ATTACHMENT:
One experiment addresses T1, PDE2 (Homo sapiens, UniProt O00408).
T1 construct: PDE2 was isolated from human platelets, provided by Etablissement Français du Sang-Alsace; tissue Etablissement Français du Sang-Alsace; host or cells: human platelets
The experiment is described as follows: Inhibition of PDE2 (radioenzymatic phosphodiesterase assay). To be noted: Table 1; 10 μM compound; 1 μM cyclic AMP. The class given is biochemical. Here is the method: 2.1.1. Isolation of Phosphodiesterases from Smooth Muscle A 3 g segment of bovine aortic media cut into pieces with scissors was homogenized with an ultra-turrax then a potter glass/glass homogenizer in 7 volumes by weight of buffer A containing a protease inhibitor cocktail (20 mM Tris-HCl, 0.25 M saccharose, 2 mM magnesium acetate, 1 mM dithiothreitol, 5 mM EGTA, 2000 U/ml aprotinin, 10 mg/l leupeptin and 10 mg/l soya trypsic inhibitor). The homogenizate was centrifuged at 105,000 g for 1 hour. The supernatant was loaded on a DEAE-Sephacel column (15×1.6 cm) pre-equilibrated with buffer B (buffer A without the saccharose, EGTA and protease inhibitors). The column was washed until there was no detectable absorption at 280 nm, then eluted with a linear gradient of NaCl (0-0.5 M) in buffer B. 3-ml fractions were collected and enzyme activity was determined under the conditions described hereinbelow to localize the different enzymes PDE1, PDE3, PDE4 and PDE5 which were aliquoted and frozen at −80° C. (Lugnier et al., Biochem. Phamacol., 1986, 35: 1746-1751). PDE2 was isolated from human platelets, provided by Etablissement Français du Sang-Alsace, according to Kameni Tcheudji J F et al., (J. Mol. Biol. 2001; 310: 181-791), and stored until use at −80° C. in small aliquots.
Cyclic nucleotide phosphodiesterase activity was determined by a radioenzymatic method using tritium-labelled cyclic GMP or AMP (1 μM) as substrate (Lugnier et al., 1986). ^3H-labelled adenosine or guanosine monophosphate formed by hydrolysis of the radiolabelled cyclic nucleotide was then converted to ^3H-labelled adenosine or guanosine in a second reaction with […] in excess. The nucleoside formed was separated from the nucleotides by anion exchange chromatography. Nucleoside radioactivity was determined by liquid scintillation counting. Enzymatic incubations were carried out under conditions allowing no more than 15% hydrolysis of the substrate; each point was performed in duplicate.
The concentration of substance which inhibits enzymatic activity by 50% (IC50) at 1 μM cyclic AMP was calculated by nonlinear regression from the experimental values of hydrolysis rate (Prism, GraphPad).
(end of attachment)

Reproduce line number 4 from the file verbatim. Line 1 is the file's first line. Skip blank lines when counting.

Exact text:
Cyclic nucleotide phosphodiesterase activity was determined by a radioenzymatic method using tritium-labelled cyclic GMP or AMP (1 μM) as substrate (Lugnier et al., 1986). ^3H-labelled adenosine or guanosine monophosphate formed by hydrolysis of the radiolabelled cyclic nucleotide was then converted to ^3H-labelled adenosine or guanosine in a second reaction with […] in excess. The nucleoside formed was separated from the nucleotides by anion exchange chromatography. Nucleoside radioactivity was determined by liquid scintillation counting. Enzymatic incubations were carried out under conditions allowing no more than 15% hydrolysis of the substrate; each point was performed in duplicate.